Judges investigating the alleged rape in 2014 of a Canadian tourist at the headquarters of Paris's criminal investigation unit, the Police Judiciaire, have ordered more than 100 police officers to submit to DNA testing in the search for a suspect.
The public prosecutor's office in Paris confirmed Thursday that three days of testing had begun at the élite unit's headquarters, which is commonly referred to as "36 Quai des Orfèvres," after its prestigious address on the banks of the River Seine.
The testing will include officers and administrative staff from three different police units, including the Research and Intervention Brigade (BRI), the crime squad, and the drug squad.
Jean-Marc Berlière, a French historian who specializes in the history of the nation's police, said that, to his knowledge, there is "no precedent" for such a large-scale internal operation in the history of French law enforcement. He was also skeptical that officers would submit willingly to testing.
"I assume their reaction will be hostile. Some of them will think it's normal, but they will keep that to themselves," he remarked. "Within the police, the rule of solidarity and the code of silence prevail."
A fateful night
The woman, who was 34-years-old when the alleged crime took place last year, met a group of off-duty BRI officers at an Irish pub located across the street from the police headquarters. The men, who were heavily inebriated following a night of drinking, offered to take the woman on a tour of their offices, which are famous for having been depicted in many novels, films, and TV shows. She filed a criminal complaint later that night saying that she had been raped by the officers. The public prosecutor's office in Paris soon launched an investigation into allegations of gang rape and tampering with the scene of a crime.
On April 26, two officers of the BRI were charged with raping the woman. One of them denied having had sexual relations with the woman, while the other maintained that the sex was consensual. Both were confirmed as suspects after their DNA was found on her underwear. A third officer was given the status of "assisted witness," which means he could face charges at a later date.
On April 27, French Interior Minister Bernard Cazeneuvesuspendedthe three police officers, following a recommendation by the chief of police.
"Beyond the elements that will be communicated to me when the investigation is complete, the behaviors revealed by this case are unacceptable," the minister said. "Things happened on the premises of 36 that had no business happening there."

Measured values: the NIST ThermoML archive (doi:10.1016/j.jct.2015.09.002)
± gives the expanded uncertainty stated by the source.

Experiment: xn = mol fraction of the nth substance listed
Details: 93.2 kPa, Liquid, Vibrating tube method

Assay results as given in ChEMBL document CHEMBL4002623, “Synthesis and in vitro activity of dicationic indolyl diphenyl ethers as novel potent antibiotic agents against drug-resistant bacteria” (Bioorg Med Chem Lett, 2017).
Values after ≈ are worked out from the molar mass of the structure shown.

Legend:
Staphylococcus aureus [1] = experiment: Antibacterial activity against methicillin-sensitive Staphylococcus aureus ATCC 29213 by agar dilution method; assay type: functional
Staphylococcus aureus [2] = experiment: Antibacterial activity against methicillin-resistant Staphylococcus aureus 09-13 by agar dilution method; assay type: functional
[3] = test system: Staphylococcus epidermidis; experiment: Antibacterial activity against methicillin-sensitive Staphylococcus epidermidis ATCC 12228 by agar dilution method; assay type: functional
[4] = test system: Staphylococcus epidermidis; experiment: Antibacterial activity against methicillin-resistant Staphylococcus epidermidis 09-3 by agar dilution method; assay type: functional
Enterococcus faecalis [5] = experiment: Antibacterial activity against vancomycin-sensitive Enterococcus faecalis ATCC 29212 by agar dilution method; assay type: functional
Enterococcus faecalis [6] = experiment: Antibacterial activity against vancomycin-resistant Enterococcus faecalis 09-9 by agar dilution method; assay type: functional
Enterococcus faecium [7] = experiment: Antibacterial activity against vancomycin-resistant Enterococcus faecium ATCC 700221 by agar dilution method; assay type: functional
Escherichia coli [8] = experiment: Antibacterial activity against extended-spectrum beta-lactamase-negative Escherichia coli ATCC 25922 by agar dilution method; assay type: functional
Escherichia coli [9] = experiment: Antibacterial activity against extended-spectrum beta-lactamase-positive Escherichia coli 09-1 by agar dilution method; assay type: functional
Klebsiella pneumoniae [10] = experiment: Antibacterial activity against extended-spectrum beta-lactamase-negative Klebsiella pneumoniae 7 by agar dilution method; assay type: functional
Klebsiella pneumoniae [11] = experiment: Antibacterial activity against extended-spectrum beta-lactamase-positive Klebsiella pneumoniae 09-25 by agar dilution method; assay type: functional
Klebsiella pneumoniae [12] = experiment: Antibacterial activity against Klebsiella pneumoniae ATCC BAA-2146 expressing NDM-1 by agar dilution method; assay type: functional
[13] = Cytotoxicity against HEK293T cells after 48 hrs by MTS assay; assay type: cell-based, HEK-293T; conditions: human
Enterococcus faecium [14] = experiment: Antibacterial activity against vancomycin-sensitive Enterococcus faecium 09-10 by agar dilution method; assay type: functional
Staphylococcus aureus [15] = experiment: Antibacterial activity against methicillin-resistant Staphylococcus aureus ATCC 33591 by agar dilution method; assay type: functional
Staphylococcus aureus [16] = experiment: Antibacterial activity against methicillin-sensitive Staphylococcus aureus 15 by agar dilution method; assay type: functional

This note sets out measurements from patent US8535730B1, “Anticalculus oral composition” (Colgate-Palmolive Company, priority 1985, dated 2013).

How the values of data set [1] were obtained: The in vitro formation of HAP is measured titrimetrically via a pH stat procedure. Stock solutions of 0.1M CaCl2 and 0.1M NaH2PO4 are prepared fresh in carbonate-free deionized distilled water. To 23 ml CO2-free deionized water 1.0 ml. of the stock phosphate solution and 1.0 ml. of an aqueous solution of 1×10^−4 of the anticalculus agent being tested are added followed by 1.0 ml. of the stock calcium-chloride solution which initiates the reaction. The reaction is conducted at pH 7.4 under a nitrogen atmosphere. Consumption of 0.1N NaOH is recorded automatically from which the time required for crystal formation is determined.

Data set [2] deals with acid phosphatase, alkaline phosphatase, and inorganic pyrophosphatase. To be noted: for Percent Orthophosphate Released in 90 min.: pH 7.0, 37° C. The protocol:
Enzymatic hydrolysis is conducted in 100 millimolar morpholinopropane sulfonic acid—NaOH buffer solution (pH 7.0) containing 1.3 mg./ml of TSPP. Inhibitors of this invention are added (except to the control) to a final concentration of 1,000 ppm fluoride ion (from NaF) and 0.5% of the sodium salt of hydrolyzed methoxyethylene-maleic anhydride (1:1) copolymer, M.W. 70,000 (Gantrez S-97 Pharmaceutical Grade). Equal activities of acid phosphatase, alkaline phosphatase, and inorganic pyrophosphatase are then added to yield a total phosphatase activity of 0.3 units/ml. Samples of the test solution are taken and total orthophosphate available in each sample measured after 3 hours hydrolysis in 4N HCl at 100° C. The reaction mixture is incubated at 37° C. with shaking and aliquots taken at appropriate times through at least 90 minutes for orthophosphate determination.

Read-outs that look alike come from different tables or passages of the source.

Investigators are now looking to find a match for a third DNA sample found during the medical examination to determine whether another officer was involved in the incident. The French radio station RTL reported that the woman told investigators that she had also had sex with a man she encountered in the Luxembourg Garden, a Paris park, a few hours before she met the officers and was taken to the headquarters.
The woman returned to Canada following the incident and has since receivedcounseling.
According to French radio stationEurope 1, one of the suspects sent explicit text messages to his colleague on the night of the incident, including one urging him to "hurry up," as the woman was "really into gang bangs." The officer's phone records also indicate that the suspect shot a video that was erased the next day.
French authorities have not yet indicated when the results of their mass DNA testing operation will be disclosed.
An organization mired in scandal
The rape investigation is just the latest controversy in a wave of scandals that have rocked the Paris police in the last few years. In December 2013, Christian Flaesh, the chief of the Police Judiciaire, was sacked by then-Interior Minister Manual Valls for allegedly tipping off a politician who was due to be questioned as part of an investigation into former French President Nicolas Sarkozy's 2007 campaign funding. His replacement was charged and suspended over similar allegations earlier this year.
A Paris police officer is also suspected of stealing 52 kilos of seized cocaine that went missing from the drug squad evidence vaults in August 2014.
"Police officers are constantly rubbing shoulders with criminals, and this leads to ambiguities," explained Berlière, when quizzed about the missing cocaine. The historian explained that the Police Judiciare investigators sometimes "pay for intelligence by turning a blind eye to certain offenses."
Follow Lucie Aubourg on Twitter: @lucieabrg